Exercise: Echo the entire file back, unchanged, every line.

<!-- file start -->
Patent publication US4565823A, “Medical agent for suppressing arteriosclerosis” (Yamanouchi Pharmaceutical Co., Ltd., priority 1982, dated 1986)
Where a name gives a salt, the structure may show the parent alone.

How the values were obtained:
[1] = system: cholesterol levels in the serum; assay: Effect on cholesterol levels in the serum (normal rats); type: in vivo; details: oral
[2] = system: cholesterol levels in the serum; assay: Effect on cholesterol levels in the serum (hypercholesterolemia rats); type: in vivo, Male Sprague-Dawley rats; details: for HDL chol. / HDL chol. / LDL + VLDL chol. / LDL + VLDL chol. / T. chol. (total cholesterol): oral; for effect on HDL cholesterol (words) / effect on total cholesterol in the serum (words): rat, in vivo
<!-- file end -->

Patent publication US4565823A, “Medical agent for suppressing arteriosclerosis” (Yamanouchi Pharmaceutical Co., Ltd., priority 1982, dated 1986)
Where a name gives a salt, the structure may show the parent alone.

How the values were obtained:
[1] = system: cholesterol levels in the serum; assay: Effect on cholesterol levels in the serum (normal rats); type: in vivo; details: oral
[2] = system: cholesterol levels in the serum; assay: Effect on cholesterol levels in the serum (hypercholesterolemia rats); type: in vivo, Male Sprague-Dawley rats; details: for HDL chol. / HDL chol. / LDL + VLDL chol. / LDL + VLDL chol. / T. chol. (total cholesterol): oral; for effect on HDL cholesterol (words) / effect on total cholesterol in the serum (words): rat, in vivo